– Be afraid, very very afraid
– Leave everything for the last minute

Dressing for an Interview…
– Job specific clothing such as hard hat and clean jeans for a construction job or a two piece suit for an office job
– Dress conservatively as possible within the confines of your personality
– Neutral, semi dark color clothing
– Simple jewelry such as one or two rings, small earrings and a necklace (depending on where you are interviewing, a small nose ring should be ok)

PLEASE Don’t…
– Wear revealing or skintight clothing, haphazardly
– Wear every piece of jewelry you own
– Use strong perfume, aftershave, deodorant, body spray, etc.
– Wear bright nail polish, lipstick or clothing

Take to the Interview…
– Valid photo ID or Passport
– Social Security Card
– Your prepared and organized portfolio
– Master application/completed company application
– Multiple copies of your targeted resume
– References and letters of recommendation
– Small calendar/appointment book
– Other required certifications or documents such as typing tests, training certificates, etc.
– A bottle of water is fine if securely closed
– Confidence and a positive attitude

PLEASE Don’t…
– Bring your relatives, friends, children or pets!
– Bring any food or sticky drinks
– Even thing of bringing drugs or alcohol

Interviewing Etiquette includes…
– Arrive at least 15 minutes early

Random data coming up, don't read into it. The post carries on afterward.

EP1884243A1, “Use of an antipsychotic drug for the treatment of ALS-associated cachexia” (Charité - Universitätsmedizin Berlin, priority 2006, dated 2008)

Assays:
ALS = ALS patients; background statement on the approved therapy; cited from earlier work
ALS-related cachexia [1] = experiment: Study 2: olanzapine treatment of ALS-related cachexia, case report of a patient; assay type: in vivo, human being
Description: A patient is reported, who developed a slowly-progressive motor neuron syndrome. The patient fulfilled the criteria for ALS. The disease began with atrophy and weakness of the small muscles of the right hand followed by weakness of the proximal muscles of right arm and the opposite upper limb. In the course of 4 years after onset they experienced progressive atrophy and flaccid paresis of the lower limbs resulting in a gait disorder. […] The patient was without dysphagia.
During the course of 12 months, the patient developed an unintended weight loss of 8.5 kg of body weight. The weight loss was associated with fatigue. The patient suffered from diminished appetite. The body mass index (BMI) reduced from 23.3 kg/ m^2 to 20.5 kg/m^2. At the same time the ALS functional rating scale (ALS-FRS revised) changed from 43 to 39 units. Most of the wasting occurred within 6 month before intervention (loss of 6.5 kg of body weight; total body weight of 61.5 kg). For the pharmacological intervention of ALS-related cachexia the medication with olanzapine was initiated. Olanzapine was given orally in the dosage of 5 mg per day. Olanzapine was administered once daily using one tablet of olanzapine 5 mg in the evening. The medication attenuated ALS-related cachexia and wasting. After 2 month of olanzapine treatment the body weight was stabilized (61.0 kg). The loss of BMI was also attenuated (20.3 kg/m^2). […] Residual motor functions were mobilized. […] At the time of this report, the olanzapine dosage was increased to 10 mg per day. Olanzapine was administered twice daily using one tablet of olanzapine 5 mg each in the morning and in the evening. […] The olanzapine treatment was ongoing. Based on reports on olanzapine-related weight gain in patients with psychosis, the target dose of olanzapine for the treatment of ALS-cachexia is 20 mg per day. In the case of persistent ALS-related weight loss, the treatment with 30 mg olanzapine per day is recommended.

– Make sure your cell phone is off or at least on vibrate or silent
– Shake hands firmly and quickly
– Wait for the interviewer to invite you to have a seat
– Sit attentively, straight up and ready
– Pay attention to the interviewer and listen to everything told and asked
– Pay attention to your poster, body language and nervousness
– Eye contact is very important, look at the interviewer when asking and answering questions
– Look interested, excited and ready
– Use professional language and speak clearly in an appropriate volume and tone
– Show off your confidence and SMILE!

PLEASE Don’t…
– Be late
– Smoke
– Chew gum
– Have a cell phone on or on loud
– Answer your cell phone
– Slouch in your seat, cross your legs with the bottom of your feet facing the interviewer and hands everywhere
– Touch everything
– Interrupt the interviewer
– Speak in “slang” or use foul language
– Lie about your work or criminal history
– Be apologetic for whatever qualification you may lack
– Move far beyond the topic
– Take what is not given to you
– Talk too little or too much
– Speak in a very low voice or extremely loud